In the summer months, our family has the same routine each Tuesday. Check in with our 3 swimmers at 4:00, warm ups at 4:30, and the swim meet 5:00 – 9:00pm, unless there is the dreaded sound of thunder, in which case we settle in for another hour or two. Our kids will swim in about 4 events over the course of the long evening, as we spend the down time playing cards, visiting the snack bar, and chatting with friends.
When our kids race, we enthusiastically cheer them on – despite the fact that they can’t hear us when their heads are underwater. The coaches are right alongside us “pull”, “two hands”, terms that all swim parents hear regularly throughout the swim season. In all honesty, my kids could literally tread water across the pool, and I’d get choked up when they touch the wall. I see their feet vigorously kicking and I can’t help but to recall them as toddlers, splashing about in the water, popsicle stained smiles begging me for just five more minutes in the pool before we pack up. When the race is over, the high fives are flying as the kids exit their lane, and we resume our places in the crowded waiting area until the next event is called.
One of the swimmers will touch the wall first.
The coveted “heat win” is something every young swimmer hopes for… and if they grab the win, hopefully their parents will quickly navigate through the crowded pool deck to capture the moment with a photo. Six or seven other swimmers will exit the pool, processing their placement in the race. They’ll walk away from the pool, accepting the results as they wrap in their towel, and carry on. For our kids, the question comes next… “Was it my best time?”
You may be asking yourself what this has to do with dance…
Besides daydreaming about having my own swim team full of dancers gracefully diving into the water, pointing their toes along the lane, and wearing fashionable swimsuits with rhinestone appliques… I see a lesson we can learn from these young swimmers.
Obviously there is a big difference between a swim meet and a dance competition. For one thing, there is no wall to touch, undeniably declaring a winner. We are competing, yet the metrics in which each dancer is measured are not clearly defined… at least not in terms that an untrained eye can see. Straight knees, use of plie’, pointed feet, turn-out, body alignment, and arm placement, are among the many technical components of dance. They can be difficult to assess from the point of view of a parent, and can be easily distracted from with strong stage presence, choreography and costuming, all other elements that are being scored in this environment. Judges at these events know what to look for in each of these categories, however, some of this can be subjective. Therein lies the challenge… no wall to touch.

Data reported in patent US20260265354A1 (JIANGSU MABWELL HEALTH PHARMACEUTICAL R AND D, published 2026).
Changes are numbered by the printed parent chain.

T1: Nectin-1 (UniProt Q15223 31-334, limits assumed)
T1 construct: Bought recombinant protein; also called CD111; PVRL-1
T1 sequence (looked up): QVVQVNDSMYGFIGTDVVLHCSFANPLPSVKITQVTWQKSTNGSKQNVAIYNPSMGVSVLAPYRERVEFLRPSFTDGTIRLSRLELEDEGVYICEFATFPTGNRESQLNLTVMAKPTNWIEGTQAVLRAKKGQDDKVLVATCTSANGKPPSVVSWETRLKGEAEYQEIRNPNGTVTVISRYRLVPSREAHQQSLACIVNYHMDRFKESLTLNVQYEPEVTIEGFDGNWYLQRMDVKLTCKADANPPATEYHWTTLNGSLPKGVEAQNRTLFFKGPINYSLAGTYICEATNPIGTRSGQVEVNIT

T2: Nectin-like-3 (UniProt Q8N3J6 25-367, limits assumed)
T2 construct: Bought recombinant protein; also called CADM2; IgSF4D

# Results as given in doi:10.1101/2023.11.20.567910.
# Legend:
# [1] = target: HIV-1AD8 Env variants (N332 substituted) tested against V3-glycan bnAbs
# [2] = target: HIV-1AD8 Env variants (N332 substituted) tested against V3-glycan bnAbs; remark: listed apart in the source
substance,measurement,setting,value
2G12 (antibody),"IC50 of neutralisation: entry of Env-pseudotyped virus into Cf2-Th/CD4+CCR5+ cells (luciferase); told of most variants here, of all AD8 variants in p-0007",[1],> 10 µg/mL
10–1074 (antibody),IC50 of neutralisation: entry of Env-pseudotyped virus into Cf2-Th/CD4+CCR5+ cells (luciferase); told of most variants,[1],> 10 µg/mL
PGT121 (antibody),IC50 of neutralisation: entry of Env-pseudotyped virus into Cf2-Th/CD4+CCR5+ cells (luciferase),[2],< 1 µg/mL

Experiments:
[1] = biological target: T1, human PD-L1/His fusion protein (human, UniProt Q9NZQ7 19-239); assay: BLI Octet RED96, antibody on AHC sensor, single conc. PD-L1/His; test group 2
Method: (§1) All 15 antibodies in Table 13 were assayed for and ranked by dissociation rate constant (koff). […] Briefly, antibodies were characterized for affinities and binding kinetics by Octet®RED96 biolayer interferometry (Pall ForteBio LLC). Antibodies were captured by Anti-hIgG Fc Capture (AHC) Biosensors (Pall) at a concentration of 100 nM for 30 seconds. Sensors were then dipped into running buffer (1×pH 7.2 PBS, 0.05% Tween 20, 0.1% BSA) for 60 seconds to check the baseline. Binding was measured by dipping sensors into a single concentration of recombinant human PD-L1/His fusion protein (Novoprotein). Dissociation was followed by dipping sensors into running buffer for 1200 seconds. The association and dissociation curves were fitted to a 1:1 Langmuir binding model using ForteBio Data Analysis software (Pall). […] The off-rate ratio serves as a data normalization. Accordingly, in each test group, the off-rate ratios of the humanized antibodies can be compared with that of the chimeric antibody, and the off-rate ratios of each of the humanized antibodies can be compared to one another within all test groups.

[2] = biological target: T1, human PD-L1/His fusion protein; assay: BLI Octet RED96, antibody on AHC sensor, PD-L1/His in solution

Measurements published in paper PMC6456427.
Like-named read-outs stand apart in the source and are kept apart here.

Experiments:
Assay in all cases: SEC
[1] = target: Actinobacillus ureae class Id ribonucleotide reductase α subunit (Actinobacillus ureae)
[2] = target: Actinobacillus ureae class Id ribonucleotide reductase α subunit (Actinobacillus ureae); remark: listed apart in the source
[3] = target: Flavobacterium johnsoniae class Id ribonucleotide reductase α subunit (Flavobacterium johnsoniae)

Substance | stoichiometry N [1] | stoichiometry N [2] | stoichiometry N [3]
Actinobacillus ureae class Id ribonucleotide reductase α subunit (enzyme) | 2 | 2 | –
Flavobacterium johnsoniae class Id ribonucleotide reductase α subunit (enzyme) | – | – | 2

I loved a particular number that I saw at a competition this year. I remember the swell of the music with the flowy costuming and graceful movements making me feel like I was on the beach, wind in my hair, with beautiful landscapes surrounding me. My friend didn’t care for the piece… it didn’t move her the way it did me. I was shocked. How could she not see this the same way I did?! And why, in turn, did she prefer another piece that made no impact on me? It was clear that the group she preferred had strong technique, but it didn’t invoke the emotional response in me like the other. Yet, she thought it was one of the best pieces she’d ever seen! It was obvious that we saw these numbers from two different points of view. I have to imagine this is happening with the entire audience, including the judges. That’s not to say that the emotional impact is all that matters. Judges have specific guidelines while scoring that reflect Technique, Choreography/Costuming and Stage Presence.. A certain routine may score very high in one of these categories, but balance out with a lower score on another. If I was a judge, perhaps the scoring of my favorite piece would have been 50/60 technical score, and 38/40 for the overall impact. I recognized that there were technical components that needed strengthening, but I did not love it any less because of that.
How we feel when we watch dance is why the subjectiveness of dance competition scoring is so difficult to process. As teachers and parents, it is inevitable that our dancers will make a strong, personal impact on us when we watch them onstage. How could they not? We have seen their transformation over the years, endured the long days of rehearsals, and coached them with common goals along the way. We are emotionally invested in them, and when they step onto the stage our hearts may even skip a beat or two.
“Was it my best?”
Dance competitions provide an opportunity to get onstage and gain experience in a performance environment. There are many other performances at my studio such as Recitals, Nutcracker and Summer shows. I encourage students to maintain a healthy balance in these types of events and recognize that a score or award is a reflection of a subjective viewpoint that we must be open to respecting with good sportsmanship. With each performance, our goal is growth, which can be achieved by reaching for your personal best.
My advice to dancers is to “Stay in your lane”. Touch the wall when you get there, and know that you have our support. We are always going to be on the sidelines cheering. When you leave the stage, wrap in your team jacket, and carry on with your chin up.
P.S. Auditions for the MKSD Swim Team are coming soon. Who’s in?